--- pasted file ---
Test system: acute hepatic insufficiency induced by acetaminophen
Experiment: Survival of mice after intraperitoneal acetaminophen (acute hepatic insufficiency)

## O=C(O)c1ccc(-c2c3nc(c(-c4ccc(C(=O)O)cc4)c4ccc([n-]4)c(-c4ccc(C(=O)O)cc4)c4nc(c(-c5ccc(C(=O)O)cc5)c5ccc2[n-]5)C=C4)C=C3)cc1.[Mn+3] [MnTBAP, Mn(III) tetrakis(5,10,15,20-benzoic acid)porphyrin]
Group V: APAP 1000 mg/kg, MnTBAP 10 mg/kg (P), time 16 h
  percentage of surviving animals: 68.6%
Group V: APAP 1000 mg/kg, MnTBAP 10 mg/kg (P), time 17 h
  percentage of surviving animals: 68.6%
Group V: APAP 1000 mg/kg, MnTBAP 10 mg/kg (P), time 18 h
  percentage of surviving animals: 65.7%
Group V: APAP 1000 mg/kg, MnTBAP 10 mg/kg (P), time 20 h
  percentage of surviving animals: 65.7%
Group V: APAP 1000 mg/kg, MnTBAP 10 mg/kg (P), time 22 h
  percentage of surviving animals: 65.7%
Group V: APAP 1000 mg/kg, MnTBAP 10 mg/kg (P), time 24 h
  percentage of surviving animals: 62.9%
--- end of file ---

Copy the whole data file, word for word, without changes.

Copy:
Test system: acute hepatic insufficiency induced by acetaminophen
Experiment: Survival of mice after intraperitoneal acetaminophen (acute hepatic insufficiency)

## O=C(O)c1ccc(-c2c3nc(c(-c4ccc(C(=O)O)cc4)c4ccc([n-]4)c(-c4ccc(C(=O)O)cc4)c4nc(c(-c5ccc(C(=O)O)cc5)c5ccc2[n-]5)C=C4)C=C3)cc1.[Mn+3] [MnTBAP, Mn(III) tetrakis(5,10,15,20-benzoic acid)porphyrin]
Group V: APAP 1000 mg/kg, MnTBAP 10 mg/kg (P), time 16 h
  percentage of surviving animals: 68.6%
Group V: APAP 1000 mg/kg, MnTBAP 10 mg/kg (P), time 17 h
  percentage of surviving animals: 68.6%
Group V: APAP 1000 mg/kg, MnTBAP 10 mg/kg (P), time 18 h
  percentage of surviving animals: 65.7%
Group V: APAP 1000 mg/kg, MnTBAP 10 mg/kg (P), time 20 h
  percentage of surviving animals: 65.7%
Group V: APAP 1000 mg/kg, MnTBAP 10 mg/kg (P), time 22 h
  percentage of surviving animals: 65.7%
Group V: APAP 1000 mg/kg, MnTBAP 10 mg/kg (P), time 24 h
  percentage of surviving animals: 62.9%